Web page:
P3. Aerial view. Three Cobra tanks are coming down the left side of the fork in the road; the JOES' vehicles are waiting on the right side of the fork, mostly. STEELER'S MOBAT moves towards an opening in the treeline to intercept the COBRA TANKS, while GRAND SLAM and the FLAK sit just off the intersection, aiming up the road at the incoming tanks, but concealed by the curve of the road and the trees.

– CAPTION                                    2230 Hrs., The Road to the Fort

– STEELER (electric)                   Grand Slam, I've spotted three Cobra tanks in column formation.

– GRAND SLAM (electric)            I've got you covered, Steeler! You can have dibs on the first two…

P4. Aerial. The MOBAT'S main cannon takes out the first two tanks in rapid succession. COBRA TROOPERS run past the carnage on foot, sticking to the treeline.

– SFX                                             WHAM WHAM

– STEELER (electric)                   Thanks, pal!

– STEELER (electric)                   Be careful! We've got infantry runnin' through the bush here…

P5. Aerial. The FLAK takes out the last COBRA tank. The MOBAT has backed up and is making a left turn, covered by a clump of trees. ROCK 'N' ROLL, on the RAM, has looped around another clump and is starting to burn rubber up the right side of the fork.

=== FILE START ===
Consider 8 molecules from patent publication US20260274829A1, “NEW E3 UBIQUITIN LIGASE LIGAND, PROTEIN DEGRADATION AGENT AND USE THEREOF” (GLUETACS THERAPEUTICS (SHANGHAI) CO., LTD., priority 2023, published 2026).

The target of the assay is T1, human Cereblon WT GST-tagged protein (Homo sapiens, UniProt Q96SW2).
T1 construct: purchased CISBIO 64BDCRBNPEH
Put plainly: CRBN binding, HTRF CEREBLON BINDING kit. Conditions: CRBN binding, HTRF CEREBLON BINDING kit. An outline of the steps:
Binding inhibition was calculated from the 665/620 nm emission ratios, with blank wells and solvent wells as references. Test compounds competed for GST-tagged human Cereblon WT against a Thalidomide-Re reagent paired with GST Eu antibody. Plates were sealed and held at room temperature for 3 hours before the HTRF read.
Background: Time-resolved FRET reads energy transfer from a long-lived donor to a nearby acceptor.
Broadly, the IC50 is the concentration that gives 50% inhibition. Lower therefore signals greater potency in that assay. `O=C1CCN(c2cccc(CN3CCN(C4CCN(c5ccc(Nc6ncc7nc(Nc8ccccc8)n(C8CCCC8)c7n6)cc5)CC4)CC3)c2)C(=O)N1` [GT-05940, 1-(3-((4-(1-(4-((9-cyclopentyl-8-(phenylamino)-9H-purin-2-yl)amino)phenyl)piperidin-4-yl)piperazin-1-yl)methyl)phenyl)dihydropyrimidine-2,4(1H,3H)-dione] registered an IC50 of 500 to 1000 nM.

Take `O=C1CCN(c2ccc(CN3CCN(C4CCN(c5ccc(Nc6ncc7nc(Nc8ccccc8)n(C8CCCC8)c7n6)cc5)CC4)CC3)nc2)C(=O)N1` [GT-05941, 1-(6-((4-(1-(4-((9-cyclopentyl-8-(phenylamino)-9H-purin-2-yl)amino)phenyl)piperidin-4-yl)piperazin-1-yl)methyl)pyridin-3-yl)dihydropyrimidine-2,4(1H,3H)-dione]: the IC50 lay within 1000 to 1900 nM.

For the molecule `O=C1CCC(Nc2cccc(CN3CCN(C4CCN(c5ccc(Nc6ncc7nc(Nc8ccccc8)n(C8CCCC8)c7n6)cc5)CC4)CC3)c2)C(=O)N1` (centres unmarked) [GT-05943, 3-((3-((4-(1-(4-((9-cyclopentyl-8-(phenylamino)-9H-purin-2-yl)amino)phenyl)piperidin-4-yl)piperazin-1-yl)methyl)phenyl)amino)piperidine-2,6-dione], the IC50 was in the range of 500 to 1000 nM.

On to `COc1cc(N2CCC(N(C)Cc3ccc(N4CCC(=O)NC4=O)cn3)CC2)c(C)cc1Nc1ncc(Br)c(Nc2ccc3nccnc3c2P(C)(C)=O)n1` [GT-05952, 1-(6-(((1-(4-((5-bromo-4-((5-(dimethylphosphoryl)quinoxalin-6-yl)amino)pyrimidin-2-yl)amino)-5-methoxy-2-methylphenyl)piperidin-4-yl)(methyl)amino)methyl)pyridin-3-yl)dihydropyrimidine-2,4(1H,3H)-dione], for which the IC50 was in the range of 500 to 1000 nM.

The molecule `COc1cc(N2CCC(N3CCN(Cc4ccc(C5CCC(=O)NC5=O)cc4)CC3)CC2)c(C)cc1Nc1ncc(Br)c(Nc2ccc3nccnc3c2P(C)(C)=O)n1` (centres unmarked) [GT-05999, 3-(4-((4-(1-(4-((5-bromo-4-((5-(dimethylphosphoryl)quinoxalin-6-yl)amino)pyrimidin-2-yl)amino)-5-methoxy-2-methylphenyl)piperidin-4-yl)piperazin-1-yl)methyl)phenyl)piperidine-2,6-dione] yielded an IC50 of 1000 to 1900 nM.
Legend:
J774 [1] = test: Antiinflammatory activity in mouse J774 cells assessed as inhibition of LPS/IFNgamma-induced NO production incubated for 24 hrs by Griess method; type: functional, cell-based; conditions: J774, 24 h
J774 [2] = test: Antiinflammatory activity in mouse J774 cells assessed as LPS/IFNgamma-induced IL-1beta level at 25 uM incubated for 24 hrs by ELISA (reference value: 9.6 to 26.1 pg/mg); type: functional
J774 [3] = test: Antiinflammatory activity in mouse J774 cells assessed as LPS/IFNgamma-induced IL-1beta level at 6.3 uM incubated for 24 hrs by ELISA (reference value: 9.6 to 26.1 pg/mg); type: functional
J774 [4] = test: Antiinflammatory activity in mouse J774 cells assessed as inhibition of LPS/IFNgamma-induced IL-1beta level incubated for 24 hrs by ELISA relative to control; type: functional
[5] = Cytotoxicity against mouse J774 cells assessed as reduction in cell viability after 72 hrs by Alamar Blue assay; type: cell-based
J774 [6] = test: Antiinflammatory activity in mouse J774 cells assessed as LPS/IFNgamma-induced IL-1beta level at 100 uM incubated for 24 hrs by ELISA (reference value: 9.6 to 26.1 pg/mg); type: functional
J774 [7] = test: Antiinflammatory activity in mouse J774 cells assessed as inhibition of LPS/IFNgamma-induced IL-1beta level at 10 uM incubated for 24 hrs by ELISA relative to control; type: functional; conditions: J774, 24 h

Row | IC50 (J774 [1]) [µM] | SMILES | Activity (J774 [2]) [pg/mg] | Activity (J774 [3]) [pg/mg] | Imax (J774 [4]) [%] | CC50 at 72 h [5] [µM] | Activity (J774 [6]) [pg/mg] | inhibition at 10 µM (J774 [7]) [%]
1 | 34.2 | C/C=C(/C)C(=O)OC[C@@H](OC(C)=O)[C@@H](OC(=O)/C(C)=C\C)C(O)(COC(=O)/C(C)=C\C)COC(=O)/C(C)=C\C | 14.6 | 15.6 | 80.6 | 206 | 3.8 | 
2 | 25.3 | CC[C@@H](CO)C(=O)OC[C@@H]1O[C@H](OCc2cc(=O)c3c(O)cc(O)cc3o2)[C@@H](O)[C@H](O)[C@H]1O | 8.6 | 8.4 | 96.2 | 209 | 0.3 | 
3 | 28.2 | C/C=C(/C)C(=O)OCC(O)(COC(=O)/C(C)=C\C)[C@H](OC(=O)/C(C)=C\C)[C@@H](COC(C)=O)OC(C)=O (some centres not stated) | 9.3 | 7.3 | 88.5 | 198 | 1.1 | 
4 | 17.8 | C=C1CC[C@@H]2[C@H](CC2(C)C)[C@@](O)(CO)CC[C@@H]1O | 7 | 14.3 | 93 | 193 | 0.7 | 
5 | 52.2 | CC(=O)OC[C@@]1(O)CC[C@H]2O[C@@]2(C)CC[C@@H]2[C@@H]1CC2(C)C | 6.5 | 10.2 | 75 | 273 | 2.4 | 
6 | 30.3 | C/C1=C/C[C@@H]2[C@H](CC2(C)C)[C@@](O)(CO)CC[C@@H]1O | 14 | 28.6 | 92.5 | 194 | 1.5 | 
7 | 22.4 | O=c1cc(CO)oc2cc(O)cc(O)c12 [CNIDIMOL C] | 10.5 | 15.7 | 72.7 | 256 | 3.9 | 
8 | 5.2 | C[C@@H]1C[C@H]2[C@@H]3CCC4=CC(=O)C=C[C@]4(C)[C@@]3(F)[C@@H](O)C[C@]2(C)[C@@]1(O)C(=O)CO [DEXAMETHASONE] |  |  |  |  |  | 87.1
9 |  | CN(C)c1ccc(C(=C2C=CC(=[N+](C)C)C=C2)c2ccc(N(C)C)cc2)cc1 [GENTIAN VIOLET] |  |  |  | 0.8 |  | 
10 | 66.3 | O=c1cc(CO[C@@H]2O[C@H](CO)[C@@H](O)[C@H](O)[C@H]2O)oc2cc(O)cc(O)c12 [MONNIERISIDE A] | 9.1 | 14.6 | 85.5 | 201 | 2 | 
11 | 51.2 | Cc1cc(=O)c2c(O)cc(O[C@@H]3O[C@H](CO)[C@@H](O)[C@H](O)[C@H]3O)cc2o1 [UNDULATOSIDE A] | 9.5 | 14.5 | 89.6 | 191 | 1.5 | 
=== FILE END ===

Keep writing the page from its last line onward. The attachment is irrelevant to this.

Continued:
– GRAND SLAM (electric)            No sweat! I'll clean up the last tank—while Rock 'N' Roll gets his act in gear!

– ROCK 'N' ROLL (electric)         I'll play 'em a solo—a blast from the past called–

So, What'd We Learn?

– As I mentioned above: economy. Stalker's team finds an entire village murdered by Cobra, has a brief debate over what to do with the bodies, but ultimately pushes on with the mission. Most writers, that'd be a page to itself, maybe two, maybe even three if they wanted to give a double-page spread to the slaughter before breaking in with dialogue. Hama and co do it in two panels, giving four different characters a range of different reactions on the event, and then moving on with that sub-plot before giving over the rest of the page to a visually interesting (if perhaps not slam-bang dynamic) tank and artillery ambush.

They do this in five panels.

That, gang, is some storytelling economy.

– Rock 'N' Roll's line being cut off at the end there isn't one of my usual typos, but a storytelling trick: you read enough of these comics, and you'll notice that Hama frequently scripts the last panel of any given page to be either a cliff-hanger (major or minor), or a transition.